Tips and Tools with Fred Stutzenberger- Part 2
Planning, Progress and Procrastination- by guest author, Fred Stutzenberger
The building of a longrifle is often an overwhelming prospect for the first-timer. What type of rifle and its dimensions? Where should I buy the parts? Should I buy a kit or start from scratch? What tools will I need? Is there be an experienced builder in my area to whom I can go for advice if I get into trouble?
When I built my first rifle at age 17, I had the answers to none of those questions because I was too naïve to even consider them. I just knew that I was going to build a muzzleloading rifle. And so I did. It turned out as ugly as a swatted fly on a barn door, but it was a dependable tack driver that took its deadly toll of squirrels, foxes and starlings. Within the context of my limitations, it was a success.
Today, there are many advantages available to the first-time builder: a wide range of parts and materials suppliers (just look around this website), access to the internet, books by experienced builders and historians, blueprints of various styles of rifles, activities of the NMLRA and CLA that bring together the rifle-building expertise of the world. Yet I hear lamentations such as “I really want to build a rifle but just don’t know where to start” or “I could never build something like that”. Some go so far as buying all the parts and then letting them gather dust and rust in a closet for decades. Some plan and plan and plan again, surrounding themselves with borrowed books that show every conceivable school of longrifle, but never arriving at that magical moment of action. They literally plan themselves out of building the longrifle of their dreams.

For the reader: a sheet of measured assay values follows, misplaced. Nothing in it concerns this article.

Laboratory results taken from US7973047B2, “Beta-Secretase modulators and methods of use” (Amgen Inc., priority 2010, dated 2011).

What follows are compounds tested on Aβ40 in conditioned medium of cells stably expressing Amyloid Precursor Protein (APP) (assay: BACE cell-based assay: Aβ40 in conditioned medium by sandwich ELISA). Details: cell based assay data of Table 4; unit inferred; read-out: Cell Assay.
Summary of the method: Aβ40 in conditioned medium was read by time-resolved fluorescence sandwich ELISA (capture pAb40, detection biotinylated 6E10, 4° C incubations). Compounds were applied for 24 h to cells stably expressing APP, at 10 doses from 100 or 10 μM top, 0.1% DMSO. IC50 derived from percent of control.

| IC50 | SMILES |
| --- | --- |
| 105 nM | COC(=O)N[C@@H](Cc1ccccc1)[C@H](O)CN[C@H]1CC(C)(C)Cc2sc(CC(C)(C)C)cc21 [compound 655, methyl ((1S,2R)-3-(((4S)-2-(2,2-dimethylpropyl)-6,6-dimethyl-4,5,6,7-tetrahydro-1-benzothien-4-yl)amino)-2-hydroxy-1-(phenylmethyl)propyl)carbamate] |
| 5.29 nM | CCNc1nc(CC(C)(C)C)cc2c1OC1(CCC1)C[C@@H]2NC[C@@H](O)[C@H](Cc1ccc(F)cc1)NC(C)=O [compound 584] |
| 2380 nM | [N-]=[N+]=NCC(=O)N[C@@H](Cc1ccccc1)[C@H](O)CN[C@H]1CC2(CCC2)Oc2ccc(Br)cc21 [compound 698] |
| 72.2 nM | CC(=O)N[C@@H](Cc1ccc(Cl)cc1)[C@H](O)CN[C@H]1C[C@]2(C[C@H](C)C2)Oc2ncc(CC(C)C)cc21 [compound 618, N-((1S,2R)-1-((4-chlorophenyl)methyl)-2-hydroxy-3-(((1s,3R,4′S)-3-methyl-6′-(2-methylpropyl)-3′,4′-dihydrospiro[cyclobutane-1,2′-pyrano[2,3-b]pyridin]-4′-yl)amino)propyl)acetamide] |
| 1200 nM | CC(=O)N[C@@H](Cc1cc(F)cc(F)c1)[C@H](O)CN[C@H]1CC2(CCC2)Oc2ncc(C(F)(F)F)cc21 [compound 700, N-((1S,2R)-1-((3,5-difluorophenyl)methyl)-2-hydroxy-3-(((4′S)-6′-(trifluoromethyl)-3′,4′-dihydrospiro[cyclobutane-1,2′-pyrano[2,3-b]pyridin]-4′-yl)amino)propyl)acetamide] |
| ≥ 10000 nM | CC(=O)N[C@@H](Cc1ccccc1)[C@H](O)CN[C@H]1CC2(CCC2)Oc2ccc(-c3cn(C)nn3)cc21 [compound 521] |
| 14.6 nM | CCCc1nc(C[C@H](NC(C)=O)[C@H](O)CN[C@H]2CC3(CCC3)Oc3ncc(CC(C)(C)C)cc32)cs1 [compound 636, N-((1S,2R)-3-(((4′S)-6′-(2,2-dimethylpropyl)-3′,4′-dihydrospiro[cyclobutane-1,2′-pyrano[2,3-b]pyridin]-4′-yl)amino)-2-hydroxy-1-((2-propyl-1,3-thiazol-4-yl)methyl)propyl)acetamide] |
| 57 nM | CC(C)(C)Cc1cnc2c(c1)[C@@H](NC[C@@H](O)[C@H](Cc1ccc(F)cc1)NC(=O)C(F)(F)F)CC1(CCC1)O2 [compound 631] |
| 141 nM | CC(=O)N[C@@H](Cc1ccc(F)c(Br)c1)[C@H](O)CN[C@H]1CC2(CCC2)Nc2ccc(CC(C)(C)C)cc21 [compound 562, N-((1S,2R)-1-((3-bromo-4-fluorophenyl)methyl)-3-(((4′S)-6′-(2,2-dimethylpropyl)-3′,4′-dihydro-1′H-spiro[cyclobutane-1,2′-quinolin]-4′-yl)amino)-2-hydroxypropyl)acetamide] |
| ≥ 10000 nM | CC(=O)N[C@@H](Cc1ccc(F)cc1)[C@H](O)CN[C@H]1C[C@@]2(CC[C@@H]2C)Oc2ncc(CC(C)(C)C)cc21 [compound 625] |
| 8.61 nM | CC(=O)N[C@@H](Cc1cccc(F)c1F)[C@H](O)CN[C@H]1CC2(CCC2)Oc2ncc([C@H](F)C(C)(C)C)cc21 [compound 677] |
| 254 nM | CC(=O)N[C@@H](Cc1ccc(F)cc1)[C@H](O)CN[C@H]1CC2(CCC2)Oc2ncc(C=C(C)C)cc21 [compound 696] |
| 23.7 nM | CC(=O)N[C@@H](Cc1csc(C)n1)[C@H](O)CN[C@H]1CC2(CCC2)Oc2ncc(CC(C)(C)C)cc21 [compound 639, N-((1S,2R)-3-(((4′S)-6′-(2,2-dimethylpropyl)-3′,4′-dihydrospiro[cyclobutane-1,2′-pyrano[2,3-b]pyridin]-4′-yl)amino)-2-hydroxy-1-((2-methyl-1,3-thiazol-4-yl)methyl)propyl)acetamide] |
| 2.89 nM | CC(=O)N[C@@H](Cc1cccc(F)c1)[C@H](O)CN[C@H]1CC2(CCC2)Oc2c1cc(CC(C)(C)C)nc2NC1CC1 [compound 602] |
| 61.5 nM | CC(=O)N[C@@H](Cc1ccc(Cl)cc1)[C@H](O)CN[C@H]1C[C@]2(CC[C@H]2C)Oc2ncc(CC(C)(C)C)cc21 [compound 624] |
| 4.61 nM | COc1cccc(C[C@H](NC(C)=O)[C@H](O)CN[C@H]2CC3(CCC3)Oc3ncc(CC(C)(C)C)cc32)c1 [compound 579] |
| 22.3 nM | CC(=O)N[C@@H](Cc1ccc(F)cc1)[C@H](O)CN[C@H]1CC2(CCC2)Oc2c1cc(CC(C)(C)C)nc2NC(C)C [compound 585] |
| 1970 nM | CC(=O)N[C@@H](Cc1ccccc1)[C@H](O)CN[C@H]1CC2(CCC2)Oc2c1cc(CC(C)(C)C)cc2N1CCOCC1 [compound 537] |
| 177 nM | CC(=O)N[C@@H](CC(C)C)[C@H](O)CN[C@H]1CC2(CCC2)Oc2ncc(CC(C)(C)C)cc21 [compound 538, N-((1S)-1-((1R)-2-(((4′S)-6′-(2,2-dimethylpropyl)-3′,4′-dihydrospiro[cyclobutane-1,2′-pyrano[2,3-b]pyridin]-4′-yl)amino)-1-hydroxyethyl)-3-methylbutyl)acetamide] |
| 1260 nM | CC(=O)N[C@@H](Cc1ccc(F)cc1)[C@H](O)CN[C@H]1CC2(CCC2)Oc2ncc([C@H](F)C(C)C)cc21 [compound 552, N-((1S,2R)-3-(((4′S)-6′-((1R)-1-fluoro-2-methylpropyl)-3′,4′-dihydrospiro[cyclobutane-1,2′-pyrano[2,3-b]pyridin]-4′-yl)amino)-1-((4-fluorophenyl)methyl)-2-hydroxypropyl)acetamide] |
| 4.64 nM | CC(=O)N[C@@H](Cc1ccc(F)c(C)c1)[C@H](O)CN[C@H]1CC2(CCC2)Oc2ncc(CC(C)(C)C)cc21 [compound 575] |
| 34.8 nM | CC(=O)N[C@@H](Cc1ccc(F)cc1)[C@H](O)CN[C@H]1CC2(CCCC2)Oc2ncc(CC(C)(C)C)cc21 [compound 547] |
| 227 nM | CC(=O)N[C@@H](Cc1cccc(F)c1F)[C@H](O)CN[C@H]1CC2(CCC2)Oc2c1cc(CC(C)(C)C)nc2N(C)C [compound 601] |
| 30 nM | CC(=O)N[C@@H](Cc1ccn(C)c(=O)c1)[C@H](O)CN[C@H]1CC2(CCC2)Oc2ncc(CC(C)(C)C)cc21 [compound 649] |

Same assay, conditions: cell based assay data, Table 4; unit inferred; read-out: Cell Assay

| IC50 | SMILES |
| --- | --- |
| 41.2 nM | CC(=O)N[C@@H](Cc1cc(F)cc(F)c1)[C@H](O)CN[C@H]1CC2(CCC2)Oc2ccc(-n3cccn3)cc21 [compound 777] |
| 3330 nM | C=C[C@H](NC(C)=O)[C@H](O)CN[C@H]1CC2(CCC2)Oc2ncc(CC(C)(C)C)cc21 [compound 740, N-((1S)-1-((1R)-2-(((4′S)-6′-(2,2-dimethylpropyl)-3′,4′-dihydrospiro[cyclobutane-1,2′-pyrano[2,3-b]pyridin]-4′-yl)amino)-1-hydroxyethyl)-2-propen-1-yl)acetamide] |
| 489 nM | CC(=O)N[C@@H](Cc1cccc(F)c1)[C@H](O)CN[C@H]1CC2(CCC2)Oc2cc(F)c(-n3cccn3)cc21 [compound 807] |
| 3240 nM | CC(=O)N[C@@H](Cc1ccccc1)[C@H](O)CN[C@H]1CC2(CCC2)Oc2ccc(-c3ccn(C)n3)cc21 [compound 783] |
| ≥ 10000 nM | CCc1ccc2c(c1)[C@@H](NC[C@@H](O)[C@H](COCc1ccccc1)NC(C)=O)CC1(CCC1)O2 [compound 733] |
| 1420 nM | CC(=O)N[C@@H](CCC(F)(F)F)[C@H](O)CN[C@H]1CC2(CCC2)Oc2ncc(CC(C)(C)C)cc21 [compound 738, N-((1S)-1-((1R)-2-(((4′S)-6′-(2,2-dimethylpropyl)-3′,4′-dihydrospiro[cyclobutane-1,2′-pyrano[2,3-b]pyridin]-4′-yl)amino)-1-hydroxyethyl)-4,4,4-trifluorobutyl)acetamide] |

For many, it seems that the major impediment is the fear that they will waste a valuable piece of wood or ruin an expensive barrel. If that is you, then buy a good quality kit for your first attempt. The stock is shaped, the inlets are cut, the holes are drilled and all the parts “know” where they should go. Sometimes all it takes is just looking at a kit or a disassembled rifle to create enough courage to start on your own piece of wood. Once you start, don’t procrastinate. Keep the momentum going even it is just a few minutes of effort a day. Momentum feeds on success and success feeds on momentum.
At my age, I tire quickly. Standing at the bench for hours at a time is beyond the capacity of my feet, knees and back. So I work a few minutes, accomplish a little and let my subconscious mind feast on that progress while I take a break. The subconscious mind is a wondrous thing. For example, when I draw the initial carving or engraving pattern, I never cut it right away. I let my subconscious fiddle with it a while I concentrate on other tasks. The next day or two, there is the product of my subconscious now risen into the conscious, prodding me to improve the initial design. I guess that’s where the old saying “Let me sleep on it” comes from when mulling over an important decision.
In Tips & Tools #3, we’ll discuss some options as to what type of muzzleloading rifle you choose to build.